"It started from the top with our admin, our (athletic director), our coaches, our support staff, trainers, ball boy — whatever it was, we weren't gonna let that game or that season end with an L, but being down 10-0 early, I'm like, ‘Oh, my gosh,' " Salanoa recalled.
But the Rams defense paved the path to victory once more. In the end, the Warriors were held to a mere 39 yards of total offense (86 passing, minus-47 rushing) and turned it over three times, including a 26-yard fumble return for TD by Sunday.
"All I can say is defense wins championships and as much as everyone, I guess, refers or acknowledges me with an offensive mind or having played QB, I'm actually a defensive guy; defense is way more important to me and it's not hard for me to say that because I really, truly believe if you have a tough defense that can carry a team to a championship and allow them to win one," Salanoa expressed.
The third time proved to be a charm for Salanoa and the Rams, who reached the D2 state final twice before — in 2005 and 2008 — only to be denied by Iolani both times.
"Those defeats against Iolani didn't go without lessons being learned on our end," Salanoa said. "From that we were able to regroup, to re-tweak, re-evaluate ourselves as coach, for me as head coach of the team — which way do we want our program to go and how do we make those adjustments? — so it was always a learning situation from those close calls and I appreciate it and 'til today I appreciate the relationship that I have with (Iolani) coach Wendell Look."
Radford completed the season with an unblemished 13-0 record, which was capped off by its first state championship in school history (although it did beat Saint Louis in the 1981 Oahu Prep Bowl under legendary coach John Velasco, for whom the school's on-campus stadium is named after).
"To go the whole season and not be on the losing end of the stick is a pretty tough task to do, I don't care whatever division it is — I don't care if it's Pop Warner — so for me that was probably the most gratifying thing, not necessarily for me because I really don't care as far as win-loss records as a coach, but to see the young men put in all that hard work and dedication and commitment — like every other team is doing — but to reap the benefits and rewards of that season unblemished, undefeated, sometimes you're at a loss for words as far as how to explain that or how to really relay that to anyone," Salanoa said.
The lessons of hard work, discipline and sacrifice required of his players to attain that success on the football field directly translates to real life, Salanoa believes.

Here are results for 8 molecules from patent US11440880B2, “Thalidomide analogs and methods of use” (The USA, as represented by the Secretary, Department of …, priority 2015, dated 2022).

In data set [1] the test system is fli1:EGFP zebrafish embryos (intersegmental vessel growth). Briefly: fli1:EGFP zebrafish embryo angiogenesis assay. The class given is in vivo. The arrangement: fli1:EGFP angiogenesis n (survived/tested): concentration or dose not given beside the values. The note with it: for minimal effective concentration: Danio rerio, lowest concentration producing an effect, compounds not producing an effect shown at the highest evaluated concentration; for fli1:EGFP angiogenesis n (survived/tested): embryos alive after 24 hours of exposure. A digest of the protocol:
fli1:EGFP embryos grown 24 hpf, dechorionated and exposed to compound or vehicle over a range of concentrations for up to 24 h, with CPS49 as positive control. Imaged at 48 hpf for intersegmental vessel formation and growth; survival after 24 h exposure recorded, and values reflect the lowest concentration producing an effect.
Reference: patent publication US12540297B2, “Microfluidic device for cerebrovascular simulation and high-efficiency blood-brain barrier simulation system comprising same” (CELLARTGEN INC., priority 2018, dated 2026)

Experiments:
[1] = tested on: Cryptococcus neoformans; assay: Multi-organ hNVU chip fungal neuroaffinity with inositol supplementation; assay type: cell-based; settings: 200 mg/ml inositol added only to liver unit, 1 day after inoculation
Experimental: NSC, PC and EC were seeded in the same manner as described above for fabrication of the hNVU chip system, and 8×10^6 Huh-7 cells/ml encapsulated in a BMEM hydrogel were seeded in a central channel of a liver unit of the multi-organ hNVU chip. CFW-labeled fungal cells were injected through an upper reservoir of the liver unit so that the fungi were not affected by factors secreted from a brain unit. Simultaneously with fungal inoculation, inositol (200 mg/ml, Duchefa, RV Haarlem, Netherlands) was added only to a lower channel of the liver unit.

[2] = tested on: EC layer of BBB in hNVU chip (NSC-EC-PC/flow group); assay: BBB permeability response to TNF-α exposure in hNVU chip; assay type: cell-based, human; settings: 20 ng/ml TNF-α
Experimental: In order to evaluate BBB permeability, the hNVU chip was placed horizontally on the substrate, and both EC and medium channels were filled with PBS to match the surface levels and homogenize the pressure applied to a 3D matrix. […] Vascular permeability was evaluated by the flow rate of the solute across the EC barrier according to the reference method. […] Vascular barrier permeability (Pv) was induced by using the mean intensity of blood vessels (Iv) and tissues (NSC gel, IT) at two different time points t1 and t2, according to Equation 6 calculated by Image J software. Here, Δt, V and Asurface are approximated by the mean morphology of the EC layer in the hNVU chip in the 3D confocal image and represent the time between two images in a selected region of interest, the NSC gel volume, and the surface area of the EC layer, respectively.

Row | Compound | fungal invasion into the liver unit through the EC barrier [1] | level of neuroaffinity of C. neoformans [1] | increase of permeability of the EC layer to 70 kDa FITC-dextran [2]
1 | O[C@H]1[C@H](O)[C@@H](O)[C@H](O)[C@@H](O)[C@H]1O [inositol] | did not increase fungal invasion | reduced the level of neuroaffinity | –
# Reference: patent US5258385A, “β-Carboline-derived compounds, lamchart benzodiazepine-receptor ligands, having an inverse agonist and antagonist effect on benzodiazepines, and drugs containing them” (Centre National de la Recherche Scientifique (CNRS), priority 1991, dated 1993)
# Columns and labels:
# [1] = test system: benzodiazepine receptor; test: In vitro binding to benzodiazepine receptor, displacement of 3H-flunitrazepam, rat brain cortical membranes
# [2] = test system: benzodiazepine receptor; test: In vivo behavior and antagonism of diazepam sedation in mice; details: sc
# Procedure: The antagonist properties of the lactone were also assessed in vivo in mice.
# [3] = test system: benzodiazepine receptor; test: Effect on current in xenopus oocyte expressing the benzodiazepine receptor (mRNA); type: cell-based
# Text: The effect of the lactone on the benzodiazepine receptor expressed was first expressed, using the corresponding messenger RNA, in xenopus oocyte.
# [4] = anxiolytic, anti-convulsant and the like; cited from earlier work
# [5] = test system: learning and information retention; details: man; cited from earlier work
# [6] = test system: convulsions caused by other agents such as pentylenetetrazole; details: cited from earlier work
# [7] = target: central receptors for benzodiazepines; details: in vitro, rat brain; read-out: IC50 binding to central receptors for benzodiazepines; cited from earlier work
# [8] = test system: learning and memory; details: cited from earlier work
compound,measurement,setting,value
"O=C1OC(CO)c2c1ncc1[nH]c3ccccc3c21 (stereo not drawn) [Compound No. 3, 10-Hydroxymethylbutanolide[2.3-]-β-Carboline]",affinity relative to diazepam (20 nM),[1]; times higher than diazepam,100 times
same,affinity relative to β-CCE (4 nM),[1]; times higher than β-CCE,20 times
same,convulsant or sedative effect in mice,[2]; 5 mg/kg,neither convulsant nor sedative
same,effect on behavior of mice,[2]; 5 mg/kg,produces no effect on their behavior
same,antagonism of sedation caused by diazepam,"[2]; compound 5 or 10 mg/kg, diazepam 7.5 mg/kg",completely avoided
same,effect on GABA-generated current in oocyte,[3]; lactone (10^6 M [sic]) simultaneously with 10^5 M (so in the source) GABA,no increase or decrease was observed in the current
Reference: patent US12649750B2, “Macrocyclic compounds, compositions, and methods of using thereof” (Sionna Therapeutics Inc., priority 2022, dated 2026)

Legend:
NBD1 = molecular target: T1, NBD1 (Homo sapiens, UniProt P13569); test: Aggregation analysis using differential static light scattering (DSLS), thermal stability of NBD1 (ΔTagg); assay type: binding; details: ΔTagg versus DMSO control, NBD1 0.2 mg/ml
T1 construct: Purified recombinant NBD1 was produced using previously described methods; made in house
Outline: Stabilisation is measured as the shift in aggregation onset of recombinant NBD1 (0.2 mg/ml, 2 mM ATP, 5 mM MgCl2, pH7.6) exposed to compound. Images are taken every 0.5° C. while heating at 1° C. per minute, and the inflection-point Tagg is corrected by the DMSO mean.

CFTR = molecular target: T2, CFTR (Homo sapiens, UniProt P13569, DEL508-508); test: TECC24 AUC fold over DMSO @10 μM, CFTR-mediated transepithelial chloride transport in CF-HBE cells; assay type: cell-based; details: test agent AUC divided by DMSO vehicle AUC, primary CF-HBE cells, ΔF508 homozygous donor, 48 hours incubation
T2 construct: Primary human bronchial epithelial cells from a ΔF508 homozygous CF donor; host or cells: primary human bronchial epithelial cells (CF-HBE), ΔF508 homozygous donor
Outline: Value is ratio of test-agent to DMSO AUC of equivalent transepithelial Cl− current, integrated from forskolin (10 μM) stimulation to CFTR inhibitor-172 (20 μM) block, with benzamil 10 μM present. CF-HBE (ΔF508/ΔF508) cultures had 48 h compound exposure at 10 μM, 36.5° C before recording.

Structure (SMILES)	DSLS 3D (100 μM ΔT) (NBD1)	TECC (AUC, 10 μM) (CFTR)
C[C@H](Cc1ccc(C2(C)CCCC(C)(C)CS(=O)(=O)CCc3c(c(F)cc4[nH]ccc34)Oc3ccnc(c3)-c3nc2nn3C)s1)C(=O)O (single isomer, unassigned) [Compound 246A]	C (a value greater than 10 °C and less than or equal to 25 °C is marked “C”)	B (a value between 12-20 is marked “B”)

"It was a great feeling to know that it didn't come easy and that these guys put in a lot of work to accomplish that task and to me, in my opinion, no one can take that away from them, but I think the best part about it is they will be able to carry those experiences into life. Whether they're working, in higher education, studying for a test, trying to get into a career field, they're gonna know what it takes to accomplish something of that magnitude."
The Rams were well-represented in the All-Hawaii selections that were released two weeks after the state championship. Nine different players were named to the first or second teams, headlined by Faumui and Walker, who garnered D2 Offensive and Defensive Player of the Year honors, respectively.
"Those were two players that definitely deserved the recognition and obviously accepted it on behalf of the team. Definitely two guys that were responsible for being able to be a piece of our championship run," said Salanoa, who stepped down at the end of the 2015 season.
He took a job as offensive coordinator at Eastern Washington — where he starred in the late 1990's — but resigned from that post before he coached a single game. Salanoa cited a desire to return to the 50th state and spend more time with his family, including his seven daughters.
"You could say it was hard. I had a few sleepless nights as I got closer to the end, but at the end of the day it was actually an easy decision because of my family … I had to find a way to let my daughters know that they are number one in my life," he explained.
It wasn't long after Salanoa returned to Hawaii that he also returned to the sidelines. He had stints as an assistant at Punahou and Kamehameha before he was tabbed as head coach of his alma mater prior in spring of 2019.
"It all paid off," Salanoa said of his circuitous route back to Radford, where he is a resource teacher.
"I'm back at Radford and it feels good, feels like home. Everyone says you can go away, but you can always return home and this is my home and everybody knows it," he said. "I'm glad to be back; this is where I belong."